A pre-pubescent girl appointed as a ‘living goddess’ by Hindus and Buddhists has made a rare public appearance in Nepal during a religious festival.
The Kumari, a young girl dressed in a red and golden costume who is worshipped by thousands, is appointed as an incarnation of the goddess Kali and only appears 13 times a year.
As part of her sheltered existence, she spends the rest of the year in a temple away from the public, and only appears among others for special occasions.
The latest Kumari, Matina Shakya, was three-years-old when she took her seat as Royal Kumari in August 2010 in the Nepalese capital Kathmandu.
The Kumari is known in Nepal as the protector from evil and the bestower of good luck and prosperity.
The Kumari, literally meaning ‘virgin’, is a young girl chosen from the Buddhist community to represent a Hindu goddess after she passes 32 tests of ‘perfection’.
These are said to include ‘having a body like a banyan tree and golden, tender skin which has never been scratched or shed a drop of blood.’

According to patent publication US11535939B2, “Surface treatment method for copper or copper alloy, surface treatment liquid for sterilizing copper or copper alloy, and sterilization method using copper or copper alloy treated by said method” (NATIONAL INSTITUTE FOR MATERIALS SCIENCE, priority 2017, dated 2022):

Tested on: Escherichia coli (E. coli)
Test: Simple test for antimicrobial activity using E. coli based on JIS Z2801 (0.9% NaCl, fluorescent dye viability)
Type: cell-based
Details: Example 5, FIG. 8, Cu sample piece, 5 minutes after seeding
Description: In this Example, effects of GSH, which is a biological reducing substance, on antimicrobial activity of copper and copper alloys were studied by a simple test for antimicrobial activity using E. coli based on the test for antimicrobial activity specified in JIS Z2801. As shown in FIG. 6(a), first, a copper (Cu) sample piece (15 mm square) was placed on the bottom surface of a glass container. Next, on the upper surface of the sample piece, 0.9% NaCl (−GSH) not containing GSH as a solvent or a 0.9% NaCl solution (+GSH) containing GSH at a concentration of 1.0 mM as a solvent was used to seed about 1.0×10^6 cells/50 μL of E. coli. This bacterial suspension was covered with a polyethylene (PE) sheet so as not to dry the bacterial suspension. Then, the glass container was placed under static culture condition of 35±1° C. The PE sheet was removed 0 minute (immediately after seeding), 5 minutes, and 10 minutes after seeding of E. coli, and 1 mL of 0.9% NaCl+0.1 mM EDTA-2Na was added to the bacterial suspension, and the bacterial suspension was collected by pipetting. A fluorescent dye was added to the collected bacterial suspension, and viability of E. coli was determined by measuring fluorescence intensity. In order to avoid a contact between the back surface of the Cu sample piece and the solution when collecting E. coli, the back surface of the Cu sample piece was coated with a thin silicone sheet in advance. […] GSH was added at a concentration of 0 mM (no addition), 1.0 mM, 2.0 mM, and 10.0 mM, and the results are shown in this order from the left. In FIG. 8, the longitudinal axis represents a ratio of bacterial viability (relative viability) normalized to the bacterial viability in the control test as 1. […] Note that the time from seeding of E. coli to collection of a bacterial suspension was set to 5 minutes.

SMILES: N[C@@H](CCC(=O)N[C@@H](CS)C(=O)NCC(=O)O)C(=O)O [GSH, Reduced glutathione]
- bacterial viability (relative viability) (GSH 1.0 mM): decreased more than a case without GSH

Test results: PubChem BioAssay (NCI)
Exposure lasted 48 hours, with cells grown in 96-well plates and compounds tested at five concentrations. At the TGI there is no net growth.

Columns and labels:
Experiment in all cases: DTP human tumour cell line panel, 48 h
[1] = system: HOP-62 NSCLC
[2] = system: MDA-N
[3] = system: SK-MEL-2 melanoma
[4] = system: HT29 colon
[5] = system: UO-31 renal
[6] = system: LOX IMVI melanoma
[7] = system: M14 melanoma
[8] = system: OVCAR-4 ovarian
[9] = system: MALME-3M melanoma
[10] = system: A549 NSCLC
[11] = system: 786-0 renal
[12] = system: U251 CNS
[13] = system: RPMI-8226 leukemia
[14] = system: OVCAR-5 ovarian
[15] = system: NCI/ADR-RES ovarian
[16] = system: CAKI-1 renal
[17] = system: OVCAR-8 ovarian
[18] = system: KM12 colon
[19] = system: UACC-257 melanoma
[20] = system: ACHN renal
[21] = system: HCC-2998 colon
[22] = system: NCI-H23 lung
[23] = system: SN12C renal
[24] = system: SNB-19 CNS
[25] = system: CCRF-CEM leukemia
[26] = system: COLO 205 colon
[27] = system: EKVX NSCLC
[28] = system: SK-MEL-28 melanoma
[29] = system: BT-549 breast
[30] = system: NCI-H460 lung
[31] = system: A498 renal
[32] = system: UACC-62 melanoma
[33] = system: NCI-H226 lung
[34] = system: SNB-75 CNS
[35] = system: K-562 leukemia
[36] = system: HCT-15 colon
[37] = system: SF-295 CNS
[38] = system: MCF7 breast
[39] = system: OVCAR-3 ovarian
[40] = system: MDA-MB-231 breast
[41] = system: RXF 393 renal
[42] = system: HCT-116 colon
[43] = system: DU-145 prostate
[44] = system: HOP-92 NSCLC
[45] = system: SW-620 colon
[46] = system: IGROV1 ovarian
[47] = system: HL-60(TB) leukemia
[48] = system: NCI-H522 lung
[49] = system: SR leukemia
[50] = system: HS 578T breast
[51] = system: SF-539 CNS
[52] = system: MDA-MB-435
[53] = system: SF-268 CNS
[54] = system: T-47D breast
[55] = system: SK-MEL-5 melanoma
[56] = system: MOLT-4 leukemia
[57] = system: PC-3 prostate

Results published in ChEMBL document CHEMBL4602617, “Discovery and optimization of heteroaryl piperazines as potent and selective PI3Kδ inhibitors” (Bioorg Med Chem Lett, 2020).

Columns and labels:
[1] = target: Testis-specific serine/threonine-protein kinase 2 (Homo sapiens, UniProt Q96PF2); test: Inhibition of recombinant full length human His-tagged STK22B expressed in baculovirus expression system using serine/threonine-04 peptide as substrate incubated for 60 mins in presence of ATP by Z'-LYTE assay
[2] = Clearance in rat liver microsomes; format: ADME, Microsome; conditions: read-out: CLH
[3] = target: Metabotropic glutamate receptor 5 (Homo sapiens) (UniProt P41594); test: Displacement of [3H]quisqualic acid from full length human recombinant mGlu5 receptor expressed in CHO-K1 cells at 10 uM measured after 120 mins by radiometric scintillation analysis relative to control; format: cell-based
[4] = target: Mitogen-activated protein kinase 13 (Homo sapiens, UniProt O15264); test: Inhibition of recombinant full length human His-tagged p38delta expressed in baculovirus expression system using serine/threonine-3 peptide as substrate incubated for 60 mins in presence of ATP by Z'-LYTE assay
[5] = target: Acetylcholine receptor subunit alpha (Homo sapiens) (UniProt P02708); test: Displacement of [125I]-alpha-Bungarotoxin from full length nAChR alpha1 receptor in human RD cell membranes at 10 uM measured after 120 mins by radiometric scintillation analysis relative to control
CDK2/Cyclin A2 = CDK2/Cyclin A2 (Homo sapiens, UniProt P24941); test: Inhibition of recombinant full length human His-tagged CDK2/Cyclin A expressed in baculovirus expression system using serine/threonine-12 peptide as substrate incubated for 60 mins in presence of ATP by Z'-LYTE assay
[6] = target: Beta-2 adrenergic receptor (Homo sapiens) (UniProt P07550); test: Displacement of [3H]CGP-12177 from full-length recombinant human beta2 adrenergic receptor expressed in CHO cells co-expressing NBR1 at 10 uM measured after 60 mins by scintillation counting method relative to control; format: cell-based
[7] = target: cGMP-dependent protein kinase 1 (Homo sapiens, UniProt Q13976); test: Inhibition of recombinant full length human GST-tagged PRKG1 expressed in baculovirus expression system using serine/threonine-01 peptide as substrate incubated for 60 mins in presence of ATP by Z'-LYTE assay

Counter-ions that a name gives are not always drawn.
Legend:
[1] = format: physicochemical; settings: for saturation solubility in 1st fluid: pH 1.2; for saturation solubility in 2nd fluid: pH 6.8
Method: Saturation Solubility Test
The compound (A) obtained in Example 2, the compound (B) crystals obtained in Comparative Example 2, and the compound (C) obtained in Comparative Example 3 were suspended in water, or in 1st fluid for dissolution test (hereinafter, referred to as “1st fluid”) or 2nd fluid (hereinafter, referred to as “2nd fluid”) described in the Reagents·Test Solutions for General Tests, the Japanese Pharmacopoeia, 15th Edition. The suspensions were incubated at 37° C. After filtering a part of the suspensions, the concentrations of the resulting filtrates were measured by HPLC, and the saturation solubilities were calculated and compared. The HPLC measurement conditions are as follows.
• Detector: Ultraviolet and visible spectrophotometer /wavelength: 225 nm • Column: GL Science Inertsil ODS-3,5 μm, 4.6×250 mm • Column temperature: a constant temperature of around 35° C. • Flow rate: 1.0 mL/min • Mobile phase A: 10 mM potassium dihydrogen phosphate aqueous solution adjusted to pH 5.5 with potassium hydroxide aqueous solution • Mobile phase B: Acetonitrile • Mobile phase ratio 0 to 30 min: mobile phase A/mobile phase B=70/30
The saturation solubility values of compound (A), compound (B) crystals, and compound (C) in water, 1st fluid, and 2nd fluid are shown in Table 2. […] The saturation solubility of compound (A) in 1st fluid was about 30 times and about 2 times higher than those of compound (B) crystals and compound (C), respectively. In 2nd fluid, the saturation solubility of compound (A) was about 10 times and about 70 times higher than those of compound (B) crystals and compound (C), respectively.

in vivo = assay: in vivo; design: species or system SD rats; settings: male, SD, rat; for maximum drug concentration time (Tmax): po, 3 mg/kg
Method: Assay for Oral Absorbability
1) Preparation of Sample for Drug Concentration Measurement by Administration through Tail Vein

‘Living Goddess Kumari’ Matina was today carried through a crowd of onlookers as she attended the Changu Narayan festival in Kathmandu. In Kathmandu valley sightseeing also you can observe Kumari in Hanuman Dhoka.
The Kumaris are a major tourist attraction and are revered until they menstruate, after which they return to the family and a new one is chosen.
One of Matina’s predecessors, Sajani Shakya, made international headlines in 2007 after she visited the United States to promote a film by a British company about the Kumari system.
These are said to include ‘having a body like a banyan tree and golden, tender skin which has never been scratched or shed a drop of blood.